Over the last 30 years, the business world has rapidly changed in the face of dramatic changes in technology and the resulting changes in people’s lifestyles. The first major changes in marketing occurred when inventions such as the telephone and television became common in consumer households, but the next shift was probably even more transformational. That is the prevalence of home computers with internet connections.
Even though the role of marketing has changed so much in the last 30 years, professionals tend to believe that their roles will be very similar 30 years from now. In order to try and predict what will happen in the future, it’s very difficult to predict what will happen without looking at the changes in the past. The developments of the internet, smartphones and big data are very instructive for predicting future market trends.
Over the last 3 decades, the biggest technological influence is undoubtedly the emergence of the internet. Before this happened, there was a surge of desktop publishing that increased print marketing briefly during the ’80s. At this point in history, home computers were mostly used as word processing machines. The World Wide Web began in 1991, but it did not really become mainstream until the Netscape browser came into widespread use in 1994. This enabled a dramatic rise in internet usage from 16 million people to over 70 million people within two years.
As the number of internet users increased, the marketing landscape changed. Email usage grew rapidly to rival “snail mail” almost overnight. Search engines like Google and Yahoo improved the power of internet search, and this led to a revolution in online shopping platforms such as eBay and Amazon.
The ubiquitous nature of email provided a very powerful tool for internet marketers that is still important today, and it rivals traditional channels such as radio, TV and print advertising. Search engines also began to have a huge marketing impact with the introduction of search engine display ads such as Google AdWords, now called Google Ads.
In order to cash in on the power of online ads, marketers exploited search engines in order to gain cheap and abundant traffic by using keyword stuffing, spamming junk web pages and littering pages with affiliate ads. Search engines rapidly adapted to these tactics by punishing websites with poor content and focusing more on brand authority to rank websites higher in search results.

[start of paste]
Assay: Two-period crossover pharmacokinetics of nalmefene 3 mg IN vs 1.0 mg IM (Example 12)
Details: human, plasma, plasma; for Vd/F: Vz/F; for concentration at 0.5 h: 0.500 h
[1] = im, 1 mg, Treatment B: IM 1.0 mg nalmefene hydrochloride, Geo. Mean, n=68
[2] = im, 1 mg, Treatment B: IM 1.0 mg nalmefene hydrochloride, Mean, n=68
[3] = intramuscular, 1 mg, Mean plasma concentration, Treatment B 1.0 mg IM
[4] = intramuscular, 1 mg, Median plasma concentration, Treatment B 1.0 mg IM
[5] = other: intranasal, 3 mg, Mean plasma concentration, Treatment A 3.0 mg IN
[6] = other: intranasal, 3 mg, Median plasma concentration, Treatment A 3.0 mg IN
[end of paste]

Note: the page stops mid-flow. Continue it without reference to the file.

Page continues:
Big data revolution
As internet usage and bandwidth has skyrocketed, so has the amount of user data that is gathered. Researchers soon discovered that these vast amounts of user information about shopping patterns and spending trends could provide invaluable insights for marketing and business decisions.
The speed and convenience of recording media online rapidly overtook other forms of media storage such as DVD and CD for audio and video content. These changes had a transformative effect on the amount of digital data that is shared online.
The dot-com bubble burst in 2001 caused a shift in marketing tactics. Rather than focusing on sales-oriented landing pages, a greater emphasis began to be placed on the sharing of information and designing a more user-oriented internet that became known as “web 2.0” style technology. User-uploaded information rapidly increased on sites such as YouTube and Myspace. The social media revolution was born.
The development of mobile computing was another major technological transformation that has dramatically changed society and business in recent years. Early cell phones were designed to be used in cars, and the devices of the 90s were only capable of voice calls. Early attempts at hand-held computer devices did not catch on until the invention of the BlackBerry in 2003. These devices and the touchscreen smartphones that came afterward provided mobile interfaces for many forms of marketing such as web advertising and email marketing.
With all the vast amounts of social media shared information that is easily accessible online, the amount of big data that can be analyzed has grown exponentially. Big data is able to gain insights about trends in human behavior and preferences. The role of big data is becoming indispensable for all types of businesses, and its role is certain to keep increasing in its power and prevalence in the marketing industry.